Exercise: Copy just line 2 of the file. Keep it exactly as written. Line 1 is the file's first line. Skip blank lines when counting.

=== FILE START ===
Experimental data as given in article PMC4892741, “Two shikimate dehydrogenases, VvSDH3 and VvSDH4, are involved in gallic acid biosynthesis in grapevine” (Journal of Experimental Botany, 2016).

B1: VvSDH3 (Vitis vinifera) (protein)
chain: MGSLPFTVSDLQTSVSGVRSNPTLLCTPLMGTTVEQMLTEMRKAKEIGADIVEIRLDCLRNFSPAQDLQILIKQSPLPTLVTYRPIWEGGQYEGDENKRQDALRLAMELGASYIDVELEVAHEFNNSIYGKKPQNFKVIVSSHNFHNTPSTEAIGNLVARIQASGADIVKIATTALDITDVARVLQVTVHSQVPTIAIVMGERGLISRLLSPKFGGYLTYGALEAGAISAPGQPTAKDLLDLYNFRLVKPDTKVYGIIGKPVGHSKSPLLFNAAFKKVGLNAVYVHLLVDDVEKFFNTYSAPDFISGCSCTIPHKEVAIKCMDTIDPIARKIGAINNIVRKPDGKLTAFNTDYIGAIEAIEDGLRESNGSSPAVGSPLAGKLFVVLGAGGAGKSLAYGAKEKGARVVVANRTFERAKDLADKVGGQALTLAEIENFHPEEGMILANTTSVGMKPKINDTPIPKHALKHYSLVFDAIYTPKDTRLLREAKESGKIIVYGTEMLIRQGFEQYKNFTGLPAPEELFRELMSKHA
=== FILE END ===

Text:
B1: VvSDH3 (Vitis vinifera) (protein)